If you’re on Twitter, you’ve probably seen him engaging with various celebs and media figures and sharing anonymously sourced breaking news: Yashar Ali. LA Mag takes a deep dive into Yashar’s meteoric rise with some surprising revelations — including his tendency to grift off of his rich and powerful friends by overstaying his welcome. Remember the great Alison Roman/Chrissy Teigen drama where his research and tweets led to the end of Roman’s career at the New York Times? Yashar is known for digging up dirt from the corners of the internet and making reputation waves — so it’s a shift to see the tables turned on him.
How durable are the effects of a global public shaming? It's the ultimate comeback move: Jeffrey Toobin has returned to CNN. In an awkward “welcome back?”-style interview with Alisyn Camerota, he reveals that he, a full-grown and rather well-educated person, didn’t realize he was still on the Zoom call. At the end of the day, we have to commend the blind bravery he has in showing up on live TV again. Hopefully, someone on his staff will be in charge of telling him when the cameras are on.
In a move that we all know will really just solidify the notion that the rich only get richer, ProPublica has launched a series of stories revealing the private tax data of America’s most wealthy citizens. With the infamous 2016 release of the Panama Papers, we have an idea of how this new series will be received by a global public. Hopefully, we can find a great PR firm for those named …
Pressure is mounting for big business to do their part to address societal concerns. Where previously environmental, social and governance changes fell low on the priority list, they’re now top-of-mind even for giants like Exxon Mobil. The driving factor? Consumers and investors are demanding action.
🏆 REPUTATION FAIL OF THE WEEK: Gerrit Cole Swings and Misses
We could hear the Yankees PR team collectively panicking when Gerrit Cole offered this insane “response” to whether or not the $324M pitcher used “Spider Tack” to improve his grip on the baseball. When suspicions of Gerrit’s sticky situation arose, a press conference was scheduled, then suspiciously delayed and rescheduled, all so we could watch this swing and a miss of an answer from Cole.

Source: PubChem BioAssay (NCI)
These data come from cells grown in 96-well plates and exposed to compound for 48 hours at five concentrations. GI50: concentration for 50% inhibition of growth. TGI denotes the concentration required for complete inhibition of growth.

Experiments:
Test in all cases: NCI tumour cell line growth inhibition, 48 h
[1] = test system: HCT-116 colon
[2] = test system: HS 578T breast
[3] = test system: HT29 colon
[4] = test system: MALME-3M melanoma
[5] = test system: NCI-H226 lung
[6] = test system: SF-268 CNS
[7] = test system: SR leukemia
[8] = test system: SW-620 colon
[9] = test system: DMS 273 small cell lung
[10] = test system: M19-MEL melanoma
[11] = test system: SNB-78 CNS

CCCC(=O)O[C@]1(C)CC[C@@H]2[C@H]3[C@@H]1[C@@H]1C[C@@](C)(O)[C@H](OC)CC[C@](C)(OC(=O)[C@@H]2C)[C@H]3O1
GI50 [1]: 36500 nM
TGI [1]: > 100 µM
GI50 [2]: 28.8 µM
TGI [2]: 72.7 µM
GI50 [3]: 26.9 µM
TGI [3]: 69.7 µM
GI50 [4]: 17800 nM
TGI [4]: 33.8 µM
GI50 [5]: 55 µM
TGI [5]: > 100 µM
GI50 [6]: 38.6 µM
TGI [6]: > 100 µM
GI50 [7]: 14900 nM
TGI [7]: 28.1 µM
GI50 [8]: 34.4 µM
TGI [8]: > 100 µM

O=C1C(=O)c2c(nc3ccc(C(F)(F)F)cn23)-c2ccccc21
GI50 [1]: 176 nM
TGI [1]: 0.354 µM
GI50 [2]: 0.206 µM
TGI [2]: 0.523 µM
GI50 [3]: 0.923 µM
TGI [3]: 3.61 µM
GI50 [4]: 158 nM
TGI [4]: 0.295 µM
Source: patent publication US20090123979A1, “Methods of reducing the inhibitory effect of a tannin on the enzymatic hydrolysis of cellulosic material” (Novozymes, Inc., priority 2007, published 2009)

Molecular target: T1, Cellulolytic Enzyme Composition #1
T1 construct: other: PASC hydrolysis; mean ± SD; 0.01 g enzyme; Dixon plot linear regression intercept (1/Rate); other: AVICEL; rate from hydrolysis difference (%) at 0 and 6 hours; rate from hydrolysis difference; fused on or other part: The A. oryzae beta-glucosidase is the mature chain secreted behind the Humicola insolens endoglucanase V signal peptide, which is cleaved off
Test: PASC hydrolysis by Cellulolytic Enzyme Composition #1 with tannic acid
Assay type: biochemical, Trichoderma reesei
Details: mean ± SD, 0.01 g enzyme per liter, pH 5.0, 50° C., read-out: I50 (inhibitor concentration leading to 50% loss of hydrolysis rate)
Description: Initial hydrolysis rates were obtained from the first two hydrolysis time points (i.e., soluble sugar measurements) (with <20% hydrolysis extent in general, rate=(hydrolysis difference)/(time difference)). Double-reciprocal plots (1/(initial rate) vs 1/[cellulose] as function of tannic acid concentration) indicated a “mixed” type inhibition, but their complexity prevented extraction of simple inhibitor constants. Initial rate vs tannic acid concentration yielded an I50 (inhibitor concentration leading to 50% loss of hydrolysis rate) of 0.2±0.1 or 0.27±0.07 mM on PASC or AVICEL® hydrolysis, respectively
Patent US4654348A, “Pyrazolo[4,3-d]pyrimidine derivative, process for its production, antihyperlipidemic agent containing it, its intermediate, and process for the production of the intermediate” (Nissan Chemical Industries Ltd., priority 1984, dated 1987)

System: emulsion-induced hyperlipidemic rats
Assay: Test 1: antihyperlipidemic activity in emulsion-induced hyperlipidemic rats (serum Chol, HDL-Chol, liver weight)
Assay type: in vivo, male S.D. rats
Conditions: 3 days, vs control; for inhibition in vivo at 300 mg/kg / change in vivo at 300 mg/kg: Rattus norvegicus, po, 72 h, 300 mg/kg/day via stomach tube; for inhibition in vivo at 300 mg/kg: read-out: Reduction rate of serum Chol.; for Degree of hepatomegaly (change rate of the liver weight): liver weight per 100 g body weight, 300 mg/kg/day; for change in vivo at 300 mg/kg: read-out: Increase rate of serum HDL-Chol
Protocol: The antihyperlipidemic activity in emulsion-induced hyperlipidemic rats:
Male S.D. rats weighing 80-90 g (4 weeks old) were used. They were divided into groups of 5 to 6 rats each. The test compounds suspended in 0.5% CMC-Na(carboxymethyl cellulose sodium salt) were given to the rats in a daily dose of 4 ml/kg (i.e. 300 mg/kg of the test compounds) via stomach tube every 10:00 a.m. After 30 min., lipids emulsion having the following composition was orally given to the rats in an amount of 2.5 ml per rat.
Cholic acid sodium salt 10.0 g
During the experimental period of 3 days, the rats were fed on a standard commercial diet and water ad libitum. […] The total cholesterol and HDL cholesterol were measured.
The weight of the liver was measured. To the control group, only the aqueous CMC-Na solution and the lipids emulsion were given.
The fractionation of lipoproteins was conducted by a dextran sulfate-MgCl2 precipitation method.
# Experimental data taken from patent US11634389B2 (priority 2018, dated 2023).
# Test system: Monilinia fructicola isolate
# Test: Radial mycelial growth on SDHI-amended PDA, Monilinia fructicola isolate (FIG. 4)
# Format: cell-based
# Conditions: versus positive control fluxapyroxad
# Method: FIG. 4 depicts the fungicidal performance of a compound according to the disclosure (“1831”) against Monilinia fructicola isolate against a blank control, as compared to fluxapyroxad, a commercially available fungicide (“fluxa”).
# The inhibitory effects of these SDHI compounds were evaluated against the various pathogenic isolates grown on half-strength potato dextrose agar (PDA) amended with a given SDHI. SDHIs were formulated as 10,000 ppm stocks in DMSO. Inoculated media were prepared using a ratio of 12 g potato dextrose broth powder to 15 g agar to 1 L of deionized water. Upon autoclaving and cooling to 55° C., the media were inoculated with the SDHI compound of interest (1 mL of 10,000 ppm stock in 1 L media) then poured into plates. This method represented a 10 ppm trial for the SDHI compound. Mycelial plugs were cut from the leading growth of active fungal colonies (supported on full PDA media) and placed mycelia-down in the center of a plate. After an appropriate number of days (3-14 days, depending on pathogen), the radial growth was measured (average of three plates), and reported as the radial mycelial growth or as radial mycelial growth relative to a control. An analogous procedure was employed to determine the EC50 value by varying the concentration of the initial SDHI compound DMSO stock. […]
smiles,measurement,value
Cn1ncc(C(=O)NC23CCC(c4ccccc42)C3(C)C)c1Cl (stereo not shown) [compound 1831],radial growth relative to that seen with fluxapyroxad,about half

💡ON OUR MINDS
LOOK, I MADE YOU SOME CONTENT
Is there a downside of having access to “a little bit of everything, all of the time?”
Bo Burnham released a new Netflix comedy special, “Inside,” that explores how the internet has conditioned us to prioritize our digital lives over the physical world. Viewers watch Burnham create and perform his signature satirical songs in his studio apartment during the height of the pandemic, as his mental health visibly disintegrates the longer he works on the project.
Before writing it off as just another hot take on fragmented attention spans, for marketers and communicators in particular, the special is a fascinating reflection of the impact of a culture that’s increasingly fueled by the internet’s influence, even if we can identify when that content is purely performative.
One of our favorite segments: Bo poses as a social brand consultant, offering his advice for marketing in a woke world.